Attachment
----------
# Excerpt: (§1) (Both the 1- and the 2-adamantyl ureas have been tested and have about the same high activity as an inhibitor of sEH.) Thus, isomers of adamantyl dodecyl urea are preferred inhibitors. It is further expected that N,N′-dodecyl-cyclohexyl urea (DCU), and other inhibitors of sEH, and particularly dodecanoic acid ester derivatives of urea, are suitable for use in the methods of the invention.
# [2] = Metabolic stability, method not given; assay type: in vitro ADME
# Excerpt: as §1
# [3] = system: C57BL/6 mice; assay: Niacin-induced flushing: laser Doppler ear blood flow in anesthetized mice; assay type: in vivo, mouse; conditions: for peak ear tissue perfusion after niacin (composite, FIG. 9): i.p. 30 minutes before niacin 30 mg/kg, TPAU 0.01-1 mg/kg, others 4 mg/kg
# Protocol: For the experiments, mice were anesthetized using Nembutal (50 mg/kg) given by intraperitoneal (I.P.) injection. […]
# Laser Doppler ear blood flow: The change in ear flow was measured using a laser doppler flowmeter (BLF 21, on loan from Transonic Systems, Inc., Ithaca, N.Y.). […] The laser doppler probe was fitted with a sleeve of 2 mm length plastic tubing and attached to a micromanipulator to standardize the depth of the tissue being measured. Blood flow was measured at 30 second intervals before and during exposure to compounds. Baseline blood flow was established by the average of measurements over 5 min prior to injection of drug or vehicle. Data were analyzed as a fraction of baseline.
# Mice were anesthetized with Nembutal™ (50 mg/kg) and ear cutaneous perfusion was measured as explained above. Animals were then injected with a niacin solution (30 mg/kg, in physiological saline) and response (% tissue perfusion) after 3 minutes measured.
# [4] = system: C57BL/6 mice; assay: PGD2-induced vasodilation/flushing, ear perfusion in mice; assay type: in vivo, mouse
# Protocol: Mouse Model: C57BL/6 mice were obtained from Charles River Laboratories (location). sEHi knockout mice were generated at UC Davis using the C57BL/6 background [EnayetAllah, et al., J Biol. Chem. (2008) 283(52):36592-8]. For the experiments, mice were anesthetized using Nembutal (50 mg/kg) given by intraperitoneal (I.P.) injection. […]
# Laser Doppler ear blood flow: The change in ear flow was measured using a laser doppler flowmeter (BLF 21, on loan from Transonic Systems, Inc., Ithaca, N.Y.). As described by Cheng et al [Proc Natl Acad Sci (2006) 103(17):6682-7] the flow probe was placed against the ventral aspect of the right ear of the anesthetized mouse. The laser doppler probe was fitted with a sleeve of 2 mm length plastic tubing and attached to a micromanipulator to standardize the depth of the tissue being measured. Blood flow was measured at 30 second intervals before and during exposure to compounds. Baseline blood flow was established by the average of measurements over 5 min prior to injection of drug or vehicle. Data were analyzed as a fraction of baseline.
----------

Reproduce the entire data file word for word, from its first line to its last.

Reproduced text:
# Excerpt: (§1) (Both the 1- and the 2-adamantyl ureas have been tested and have about the same high activity as an inhibitor of sEH.) Thus, isomers of adamantyl dodecyl urea are preferred inhibitors. It is further expected that N,N′-dodecyl-cyclohexyl urea (DCU), and other inhibitors of sEH, and particularly dodecanoic acid ester derivatives of urea, are suitable for use in the methods of the invention.
# [2] = Metabolic stability, method not given; assay type: in vitro ADME
# Excerpt: as §1
# [3] = system: C57BL/6 mice; assay: Niacin-induced flushing: laser Doppler ear blood flow in anesthetized mice; assay type: in vivo, mouse; conditions: for peak ear tissue perfusion after niacin (composite, FIG. 9): i.p. 30 minutes before niacin 30 mg/kg, TPAU 0.01-1 mg/kg, others 4 mg/kg
# Protocol: For the experiments, mice were anesthetized using Nembutal (50 mg/kg) given by intraperitoneal (I.P.) injection. […]
# Laser Doppler ear blood flow: The change in ear flow was measured using a laser doppler flowmeter (BLF 21, on loan from Transonic Systems, Inc., Ithaca, N.Y.). […] The laser doppler probe was fitted with a sleeve of 2 mm length plastic tubing and attached to a micromanipulator to standardize the depth of the tissue being measured. Blood flow was measured at 30 second intervals before and during exposure to compounds. Baseline blood flow was established by the average of measurements over 5 min prior to injection of drug or vehicle. Data were analyzed as a fraction of baseline.
# Mice were anesthetized with Nembutal™ (50 mg/kg) and ear cutaneous perfusion was measured as explained above. Animals were then injected with a niacin solution (30 mg/kg, in physiological saline) and response (% tissue perfusion) after 3 minutes measured.
# [4] = system: C57BL/6 mice; assay: PGD2-induced vasodilation/flushing, ear perfusion in mice; assay type: in vivo, mouse
# Protocol: Mouse Model: C57BL/6 mice were obtained from Charles River Laboratories (location). sEHi knockout mice were generated at UC Davis using the C57BL/6 background [EnayetAllah, et al., J Biol. Chem. (2008) 283(52):36592-8]. For the experiments, mice were anesthetized using Nembutal (50 mg/kg) given by intraperitoneal (I.P.) injection. […]
# Laser Doppler ear blood flow: The change in ear flow was measured using a laser doppler flowmeter (BLF 21, on loan from Transonic Systems, Inc., Ithaca, N.Y.). As described by Cheng et al [Proc Natl Acad Sci (2006) 103(17):6682-7] the flow probe was placed against the ventral aspect of the right ear of the anesthetized mouse. The laser doppler probe was fitted with a sleeve of 2 mm length plastic tubing and attached to a micromanipulator to standardize the depth of the tissue being measured. Blood flow was measured at 30 second intervals before and during exposure to compounds. Baseline blood flow was established by the average of measurements over 5 min prior to injection of drug or vehicle. Data were analyzed as a fraction of baseline.